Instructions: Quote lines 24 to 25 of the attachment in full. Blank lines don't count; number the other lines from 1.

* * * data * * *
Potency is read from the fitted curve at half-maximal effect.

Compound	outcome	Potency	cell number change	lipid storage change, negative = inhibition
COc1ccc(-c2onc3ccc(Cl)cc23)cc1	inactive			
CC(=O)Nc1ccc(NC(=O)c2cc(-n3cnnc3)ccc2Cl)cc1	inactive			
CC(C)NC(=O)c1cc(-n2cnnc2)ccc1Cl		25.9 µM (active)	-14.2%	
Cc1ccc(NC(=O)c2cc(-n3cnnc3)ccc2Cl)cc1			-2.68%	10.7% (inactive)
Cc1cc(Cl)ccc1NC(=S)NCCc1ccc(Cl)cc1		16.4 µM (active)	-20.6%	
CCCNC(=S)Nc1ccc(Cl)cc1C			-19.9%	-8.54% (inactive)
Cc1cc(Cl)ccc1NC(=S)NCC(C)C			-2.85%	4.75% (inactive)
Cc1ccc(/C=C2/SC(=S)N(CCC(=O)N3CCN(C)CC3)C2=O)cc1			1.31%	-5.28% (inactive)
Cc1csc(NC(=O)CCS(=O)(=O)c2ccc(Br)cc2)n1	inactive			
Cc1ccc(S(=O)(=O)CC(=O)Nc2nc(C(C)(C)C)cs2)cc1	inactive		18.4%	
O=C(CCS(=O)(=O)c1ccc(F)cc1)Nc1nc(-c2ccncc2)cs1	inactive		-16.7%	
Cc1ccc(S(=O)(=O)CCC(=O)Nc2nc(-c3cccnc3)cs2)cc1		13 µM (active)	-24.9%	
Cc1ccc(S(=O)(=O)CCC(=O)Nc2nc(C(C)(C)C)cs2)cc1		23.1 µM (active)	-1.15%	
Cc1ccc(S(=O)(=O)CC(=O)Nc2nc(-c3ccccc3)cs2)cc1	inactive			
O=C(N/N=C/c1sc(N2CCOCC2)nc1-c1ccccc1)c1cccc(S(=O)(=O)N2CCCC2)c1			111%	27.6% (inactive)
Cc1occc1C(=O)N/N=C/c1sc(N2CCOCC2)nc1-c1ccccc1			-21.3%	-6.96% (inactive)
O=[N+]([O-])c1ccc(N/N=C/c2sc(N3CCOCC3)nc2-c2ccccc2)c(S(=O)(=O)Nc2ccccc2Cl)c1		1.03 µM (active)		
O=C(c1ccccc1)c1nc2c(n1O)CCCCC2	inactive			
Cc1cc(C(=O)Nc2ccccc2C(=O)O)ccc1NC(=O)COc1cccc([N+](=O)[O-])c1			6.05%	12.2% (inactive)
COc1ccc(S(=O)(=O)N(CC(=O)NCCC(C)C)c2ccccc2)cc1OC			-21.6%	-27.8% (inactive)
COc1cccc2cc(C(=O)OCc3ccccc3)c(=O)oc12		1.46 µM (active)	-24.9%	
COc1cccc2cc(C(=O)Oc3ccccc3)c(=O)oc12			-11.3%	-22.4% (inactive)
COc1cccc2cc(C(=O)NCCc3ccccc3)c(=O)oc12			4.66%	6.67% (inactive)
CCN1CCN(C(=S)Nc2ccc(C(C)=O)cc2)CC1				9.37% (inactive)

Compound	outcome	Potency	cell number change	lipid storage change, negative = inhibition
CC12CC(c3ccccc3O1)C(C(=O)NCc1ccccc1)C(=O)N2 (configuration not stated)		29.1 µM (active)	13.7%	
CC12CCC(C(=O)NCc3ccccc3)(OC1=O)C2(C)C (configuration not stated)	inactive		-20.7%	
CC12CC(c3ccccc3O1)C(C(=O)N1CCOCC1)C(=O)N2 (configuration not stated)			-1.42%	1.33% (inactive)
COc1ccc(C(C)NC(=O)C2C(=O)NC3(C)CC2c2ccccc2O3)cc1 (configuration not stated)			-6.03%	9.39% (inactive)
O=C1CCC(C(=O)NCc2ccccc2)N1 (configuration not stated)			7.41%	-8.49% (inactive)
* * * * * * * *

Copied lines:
COc1cccc2cc(C(=O)Oc3ccccc3)c(=O)oc12			-11.3%	-22.4% (inactive)
COc1cccc2cc(C(=O)NCCc3ccccc3)c(=O)oc12			4.66%	6.67% (inactive)